13. The aqueous solution of claim 10 wherein the pH thereof is from about 2 to about 3.
14. The aqueous solution of claim 11 wherein the pH thereof is from about 2 to about 3.
15. The aqueous solution of claim 12 wherein the pH thereof is from about 2 to about 3.
Description

This is a CIP of application Ser. No. 761,101, filed Jan. 21, 1977, now abandoned. Ser. No. 761,101 is a CIP of Ser. No. 554,999, filed Mar. 3, 1975, now abandoned.

This invention relates to a new wet-strength resin for paper. Particularly, this invention relates to a wet-strength resin for use in the manufacture of wet-strength paper, the broke of which can be easily and readily repulped.

Broke is a waste product of the paper industry which, if not recovered and utilized, represents a substantial loss. It is customary to repulp the broke and reuse it in the papermaking process. Wet-strength broke is difficult to repulp. A process for repulping wet-strength broke is described in U.S. Pat. No. 3,427,217.

It has been found that repulping of wet-strength broke is facilitated when the wet-strength resin of this invention is employed in the manufacture of wet-strength paper.

Cationic, water-soluble, thermosetting resins derived by the reaction of amino polymers with epichlorohydrin are known wet-strength resins for paper. Typical of these wet-strength resins are the resins of U.S. Pat. No. 2,926,154. This patent discloses resins derived by the reaction of epichlorohydrin and an aminopolyamide derived from a polyalkylene polyamine and a C3 to C8 saturated aliphatic dicarboxylic acid such as malonic acid, adipic acid and the like. Australian patent No. 244,892 to Aldrich et al discloses resins derived by reaction of epichlorohydrin and an aminopolyamide derived from malonic acid and N-bis(aminopropyl)-methylamine, also known as methylbisaminopropylamine. See also Canadian Pat. No. 934,892 which discloses the use of diesters derived from C3 to C6 saturated aliphatic dicarboxylic acids in the preparation of an aminopolyamide which is subsequently reacted with epichlorohydrin. In the wet-strength resin art the amino polymers derived from a polyalkylene polyamine and a dicarboxylic acid are known as polyaminopolyamides and are sometimes referred to as "amino-polyamides" and "polyamides". Other patents which describe cationic, thermosetting, wet-strength resins for paper are 3,224,990, 3,240,664, 3,332,901, and 3,700,623.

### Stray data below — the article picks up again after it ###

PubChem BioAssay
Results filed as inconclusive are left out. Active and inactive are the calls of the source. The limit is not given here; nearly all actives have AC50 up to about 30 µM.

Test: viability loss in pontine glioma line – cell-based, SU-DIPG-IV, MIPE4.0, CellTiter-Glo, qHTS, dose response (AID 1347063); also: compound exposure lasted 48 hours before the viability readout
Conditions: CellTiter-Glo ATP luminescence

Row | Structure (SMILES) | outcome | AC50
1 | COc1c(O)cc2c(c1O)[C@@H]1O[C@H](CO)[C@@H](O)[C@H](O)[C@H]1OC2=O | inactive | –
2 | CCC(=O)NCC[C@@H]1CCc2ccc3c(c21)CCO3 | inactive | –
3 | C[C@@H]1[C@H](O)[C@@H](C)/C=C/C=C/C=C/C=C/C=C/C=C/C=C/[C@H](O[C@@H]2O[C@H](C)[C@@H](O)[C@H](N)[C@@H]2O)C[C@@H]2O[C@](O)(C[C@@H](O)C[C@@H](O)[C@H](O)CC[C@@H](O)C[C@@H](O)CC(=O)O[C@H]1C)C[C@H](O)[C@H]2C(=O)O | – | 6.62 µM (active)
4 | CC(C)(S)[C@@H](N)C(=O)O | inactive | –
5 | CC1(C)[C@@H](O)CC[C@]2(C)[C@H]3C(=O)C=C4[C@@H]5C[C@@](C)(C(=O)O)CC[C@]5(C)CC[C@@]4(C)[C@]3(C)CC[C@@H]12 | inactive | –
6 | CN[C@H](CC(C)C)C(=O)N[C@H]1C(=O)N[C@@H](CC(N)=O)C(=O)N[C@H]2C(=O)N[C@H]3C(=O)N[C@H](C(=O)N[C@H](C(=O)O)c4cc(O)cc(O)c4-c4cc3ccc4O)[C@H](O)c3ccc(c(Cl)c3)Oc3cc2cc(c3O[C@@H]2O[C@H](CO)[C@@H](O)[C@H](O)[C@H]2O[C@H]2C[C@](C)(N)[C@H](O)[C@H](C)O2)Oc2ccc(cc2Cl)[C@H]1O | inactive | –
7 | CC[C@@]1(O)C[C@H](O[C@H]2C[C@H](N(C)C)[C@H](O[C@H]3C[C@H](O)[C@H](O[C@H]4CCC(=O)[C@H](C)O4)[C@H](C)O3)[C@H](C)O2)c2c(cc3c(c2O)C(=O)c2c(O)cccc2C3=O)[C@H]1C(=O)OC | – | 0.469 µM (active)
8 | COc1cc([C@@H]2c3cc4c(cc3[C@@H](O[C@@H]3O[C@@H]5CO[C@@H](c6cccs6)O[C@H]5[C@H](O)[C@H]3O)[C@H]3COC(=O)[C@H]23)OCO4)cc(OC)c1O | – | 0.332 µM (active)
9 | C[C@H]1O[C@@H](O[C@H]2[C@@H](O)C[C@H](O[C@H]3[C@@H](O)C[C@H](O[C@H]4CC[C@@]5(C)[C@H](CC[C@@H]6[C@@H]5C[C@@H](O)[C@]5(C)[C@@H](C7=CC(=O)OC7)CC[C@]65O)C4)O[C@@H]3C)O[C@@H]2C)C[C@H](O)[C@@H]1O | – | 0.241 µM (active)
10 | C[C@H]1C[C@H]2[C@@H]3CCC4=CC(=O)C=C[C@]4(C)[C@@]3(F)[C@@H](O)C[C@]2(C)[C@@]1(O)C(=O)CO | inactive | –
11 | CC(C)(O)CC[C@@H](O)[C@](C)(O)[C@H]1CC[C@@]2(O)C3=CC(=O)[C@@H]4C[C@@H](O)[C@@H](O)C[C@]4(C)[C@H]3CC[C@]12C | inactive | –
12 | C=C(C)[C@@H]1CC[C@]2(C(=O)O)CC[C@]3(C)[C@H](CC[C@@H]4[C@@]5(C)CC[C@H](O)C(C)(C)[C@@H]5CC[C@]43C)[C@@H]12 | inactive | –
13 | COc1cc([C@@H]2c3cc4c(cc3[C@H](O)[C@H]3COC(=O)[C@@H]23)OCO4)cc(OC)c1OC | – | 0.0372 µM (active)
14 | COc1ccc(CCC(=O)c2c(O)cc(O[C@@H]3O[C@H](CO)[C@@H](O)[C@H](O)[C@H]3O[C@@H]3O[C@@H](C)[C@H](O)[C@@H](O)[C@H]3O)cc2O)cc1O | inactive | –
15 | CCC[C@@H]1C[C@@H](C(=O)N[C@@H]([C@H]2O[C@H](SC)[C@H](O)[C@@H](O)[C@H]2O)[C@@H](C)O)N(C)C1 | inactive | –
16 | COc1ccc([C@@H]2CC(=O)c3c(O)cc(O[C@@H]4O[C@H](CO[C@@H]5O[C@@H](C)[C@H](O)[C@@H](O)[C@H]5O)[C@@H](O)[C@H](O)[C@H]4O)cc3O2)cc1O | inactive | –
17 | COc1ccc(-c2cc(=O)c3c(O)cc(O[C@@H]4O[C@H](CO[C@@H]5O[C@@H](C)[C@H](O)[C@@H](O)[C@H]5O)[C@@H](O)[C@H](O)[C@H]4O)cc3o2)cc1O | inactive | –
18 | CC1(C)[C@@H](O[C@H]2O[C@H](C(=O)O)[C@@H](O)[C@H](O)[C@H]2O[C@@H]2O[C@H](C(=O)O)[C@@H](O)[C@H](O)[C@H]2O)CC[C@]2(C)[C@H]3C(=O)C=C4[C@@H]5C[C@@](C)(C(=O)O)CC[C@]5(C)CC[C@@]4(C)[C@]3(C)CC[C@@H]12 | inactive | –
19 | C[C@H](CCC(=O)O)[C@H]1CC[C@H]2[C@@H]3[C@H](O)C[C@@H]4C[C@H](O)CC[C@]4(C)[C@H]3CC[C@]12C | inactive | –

In accordance with this invention there is provided a new wet-strength resin. The new resin is derived by reacting an epihalohydrin, such as epichlorohydrin, with a polyaminopolyamide derived by reaction of a diester of oxalic acid and methylbisaminopropylamine. The preferred diesters are those derived from oxalic acid and C1 -C3 saturated aliphatic monohydric alcohols such as methanol, ethanol, propanol, and isopropanol. Specific examples of diesters are dimethyl oxalate, diethyl oxalate, and dipropyl oxalate.

In the preparation of the resin of this invention the diester of oxalic acid is first reacted with methylbisaminopropylamine to produce a long chain water-insoluble polyaminopolyamide containing the recurring group: ##STR1## The polyaminopolyamide, in the form of its acid salt, is then reacted in aqueous medium with an epihalohydrin to form a water-soluble cationic thermosetting resin.

The other reactant used in preparing the polyaminopolyamide is methylbisaminopropylamine, also referred to in the art as N-bis(aminopropyl)methylamine, which has the formula ##STR2##